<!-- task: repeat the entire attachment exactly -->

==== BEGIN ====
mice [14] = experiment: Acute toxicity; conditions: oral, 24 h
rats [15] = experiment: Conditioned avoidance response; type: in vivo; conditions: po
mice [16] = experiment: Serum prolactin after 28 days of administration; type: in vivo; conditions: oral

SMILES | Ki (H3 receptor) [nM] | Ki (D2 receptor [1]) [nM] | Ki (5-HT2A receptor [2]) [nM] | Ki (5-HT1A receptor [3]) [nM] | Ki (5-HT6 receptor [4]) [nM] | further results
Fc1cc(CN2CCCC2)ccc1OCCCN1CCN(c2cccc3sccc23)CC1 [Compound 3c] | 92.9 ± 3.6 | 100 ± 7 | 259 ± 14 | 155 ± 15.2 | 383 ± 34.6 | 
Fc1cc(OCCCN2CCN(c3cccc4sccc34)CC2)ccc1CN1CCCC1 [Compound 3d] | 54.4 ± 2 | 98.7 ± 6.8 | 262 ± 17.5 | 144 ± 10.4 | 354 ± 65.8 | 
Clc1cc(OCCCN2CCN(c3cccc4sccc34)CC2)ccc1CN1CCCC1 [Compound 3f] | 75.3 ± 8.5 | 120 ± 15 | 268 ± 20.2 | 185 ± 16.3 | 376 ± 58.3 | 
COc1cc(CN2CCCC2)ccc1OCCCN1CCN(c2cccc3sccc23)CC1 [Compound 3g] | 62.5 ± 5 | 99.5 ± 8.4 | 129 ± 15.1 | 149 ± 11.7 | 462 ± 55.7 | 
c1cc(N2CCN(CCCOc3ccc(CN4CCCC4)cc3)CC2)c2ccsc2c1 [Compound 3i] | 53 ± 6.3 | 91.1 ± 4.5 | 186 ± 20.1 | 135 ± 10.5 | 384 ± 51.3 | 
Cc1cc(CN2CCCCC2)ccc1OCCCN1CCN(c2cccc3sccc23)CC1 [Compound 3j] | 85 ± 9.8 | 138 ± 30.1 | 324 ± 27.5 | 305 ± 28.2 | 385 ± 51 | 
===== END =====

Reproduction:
mice [14] = experiment: Acute toxicity; conditions: oral, 24 h
rats [15] = experiment: Conditioned avoidance response; type: in vivo; conditions: po
mice [16] = experiment: Serum prolactin after 28 days of administration; type: in vivo; conditions: oral

SMILES | Ki (H3 receptor) [nM] | Ki (D2 receptor [1]) [nM] | Ki (5-HT2A receptor [2]) [nM] | Ki (5-HT1A receptor [3]) [nM] | Ki (5-HT6 receptor [4]) [nM] | further results
Fc1cc(CN2CCCC2)ccc1OCCCN1CCN(c2cccc3sccc23)CC1 [Compound 3c] | 92.9 ± 3.6 | 100 ± 7 | 259 ± 14 | 155 ± 15.2 | 383 ± 34.6 | 
Fc1cc(OCCCN2CCN(c3cccc4sccc34)CC2)ccc1CN1CCCC1 [Compound 3d] | 54.4 ± 2 | 98.7 ± 6.8 | 262 ± 17.5 | 144 ± 10.4 | 354 ± 65.8 | 
Clc1cc(OCCCN2CCN(c3cccc4sccc34)CC2)ccc1CN1CCCC1 [Compound 3f] | 75.3 ± 8.5 | 120 ± 15 | 268 ± 20.2 | 185 ± 16.3 | 376 ± 58.3 | 
COc1cc(CN2CCCC2)ccc1OCCCN1CCN(c2cccc3sccc23)CC1 [Compound 3g] | 62.5 ± 5 | 99.5 ± 8.4 | 129 ± 15.1 | 149 ± 11.7 | 462 ± 55.7 | 
c1cc(N2CCN(CCCOc3ccc(CN4CCCC4)cc3)CC2)c2ccsc2c1 [Compound 3i] | 53 ± 6.3 | 91.1 ± 4.5 | 186 ± 20.1 | 135 ± 10.5 | 384 ± 51.3 | 
Cc1cc(CN2CCCCC2)ccc1OCCCN1CCN(c2cccc3sccc23)CC1 [Compound 3j] | 85 ± 9.8 | 138 ± 30.1 | 324 ± 27.5 | 305 ± 28.2 | 385 ± 51 | 